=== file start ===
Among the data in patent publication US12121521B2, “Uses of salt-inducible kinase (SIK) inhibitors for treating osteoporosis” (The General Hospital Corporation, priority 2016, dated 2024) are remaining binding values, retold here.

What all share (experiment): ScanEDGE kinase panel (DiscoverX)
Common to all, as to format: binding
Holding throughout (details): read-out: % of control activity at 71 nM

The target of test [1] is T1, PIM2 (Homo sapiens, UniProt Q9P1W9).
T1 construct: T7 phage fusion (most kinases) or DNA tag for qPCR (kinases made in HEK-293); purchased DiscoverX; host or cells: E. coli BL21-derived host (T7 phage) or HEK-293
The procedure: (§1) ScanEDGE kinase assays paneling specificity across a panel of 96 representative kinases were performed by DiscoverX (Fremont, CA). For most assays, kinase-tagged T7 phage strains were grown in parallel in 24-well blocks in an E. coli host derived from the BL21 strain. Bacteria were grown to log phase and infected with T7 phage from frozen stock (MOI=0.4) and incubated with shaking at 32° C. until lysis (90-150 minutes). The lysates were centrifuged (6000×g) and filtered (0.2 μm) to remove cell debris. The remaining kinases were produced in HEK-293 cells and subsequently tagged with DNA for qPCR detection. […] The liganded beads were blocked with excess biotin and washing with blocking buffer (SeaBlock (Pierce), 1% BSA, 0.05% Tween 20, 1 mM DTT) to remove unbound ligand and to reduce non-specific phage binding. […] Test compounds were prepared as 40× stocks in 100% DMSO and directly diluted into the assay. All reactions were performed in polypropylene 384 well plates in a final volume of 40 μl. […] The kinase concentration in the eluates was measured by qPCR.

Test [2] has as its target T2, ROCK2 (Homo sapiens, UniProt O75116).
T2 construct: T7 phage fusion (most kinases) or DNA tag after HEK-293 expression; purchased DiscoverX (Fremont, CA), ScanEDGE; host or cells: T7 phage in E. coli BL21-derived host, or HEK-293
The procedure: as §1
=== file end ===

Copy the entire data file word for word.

Among the data in patent publication US12121521B2, “Uses of salt-inducible kinase (SIK) inhibitors for treating osteoporosis” (The General Hospital Corporation, priority 2016, dated 2024) are remaining binding values, retold here.

What all share (experiment): ScanEDGE kinase panel (DiscoverX)
Common to all, as to format: binding
Holding throughout (details): read-out: % of control activity at 71 nM

The target of test [1] is T1, PIM2 (Homo sapiens, UniProt Q9P1W9).
T1 construct: T7 phage fusion (most kinases) or DNA tag for qPCR (kinases made in HEK-293); purchased DiscoverX; host or cells: E. coli BL21-derived host (T7 phage) or HEK-293
The procedure: (§1) ScanEDGE kinase assays paneling specificity across a panel of 96 representative kinases were performed by DiscoverX (Fremont, CA). For most assays, kinase-tagged T7 phage strains were grown in parallel in 24-well blocks in an E. coli host derived from the BL21 strain. Bacteria were grown to log phase and infected with T7 phage from frozen stock (MOI=0.4) and incubated with shaking at 32° C. until lysis (90-150 minutes). The lysates were centrifuged (6000×g) and filtered (0.2 μm) to remove cell debris. The remaining kinases were produced in HEK-293 cells and subsequently tagged with DNA for qPCR detection. […] The liganded beads were blocked with excess biotin and washing with blocking buffer (SeaBlock (Pierce), 1% BSA, 0.05% Tween 20, 1 mM DTT) to remove unbound ligand and to reduce non-specific phage binding. […] Test compounds were prepared as 40× stocks in 100% DMSO and directly diluted into the assay. All reactions were performed in polypropylene 384 well plates in a final volume of 40 μl. […] The kinase concentration in the eluates was measured by qPCR.

Test [2] has as its target T2, ROCK2 (Homo sapiens, UniProt O75116).
T2 construct: T7 phage fusion (most kinases) or DNA tag after HEK-293 expression; purchased DiscoverX (Fremont, CA), ScanEDGE; host or cells: T7 phage in E. coli BL21-derived host, or HEK-293
The procedure: as §1